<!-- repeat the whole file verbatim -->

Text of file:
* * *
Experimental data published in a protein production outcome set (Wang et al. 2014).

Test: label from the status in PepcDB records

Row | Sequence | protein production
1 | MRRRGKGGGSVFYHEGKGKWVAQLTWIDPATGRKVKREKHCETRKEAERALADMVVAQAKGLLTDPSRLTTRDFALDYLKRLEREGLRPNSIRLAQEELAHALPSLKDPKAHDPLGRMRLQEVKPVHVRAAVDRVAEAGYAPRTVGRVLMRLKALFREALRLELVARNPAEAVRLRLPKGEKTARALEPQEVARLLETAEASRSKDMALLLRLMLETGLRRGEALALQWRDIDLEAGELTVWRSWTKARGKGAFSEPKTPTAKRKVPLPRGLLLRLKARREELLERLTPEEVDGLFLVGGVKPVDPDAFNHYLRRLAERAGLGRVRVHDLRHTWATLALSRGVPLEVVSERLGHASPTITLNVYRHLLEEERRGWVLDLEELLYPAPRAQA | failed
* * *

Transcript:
Experimental data published in a protein production outcome set (Wang et al. 2014).

Test: label from the status in PepcDB records

Row | Sequence | protein production
1 | MRRRGKGGGSVFYHEGKGKWVAQLTWIDPATGRKVKREKHCETRKEAERALADMVVAQAKGLLTDPSRLTTRDFALDYLKRLEREGLRPNSIRLAQEELAHALPSLKDPKAHDPLGRMRLQEVKPVHVRAAVDRVAEAGYAPRTVGRVLMRLKALFREALRLELVARNPAEAVRLRLPKGEKTARALEPQEVARLLETAEASRSKDMALLLRLMLETGLRRGEALALQWRDIDLEAGELTVWRSWTKARGKGAFSEPKTPTAKRKVPLPRGLLLRLKARREELLERLTPEEVDGLFLVGGVKPVDPDAFNHYLRRLAERAGLGRVRVHDLRHTWATLALSRGVPLEVVSERLGHASPTITLNVYRHLLEEERRGWVLDLEELLYPAPRAQA | failed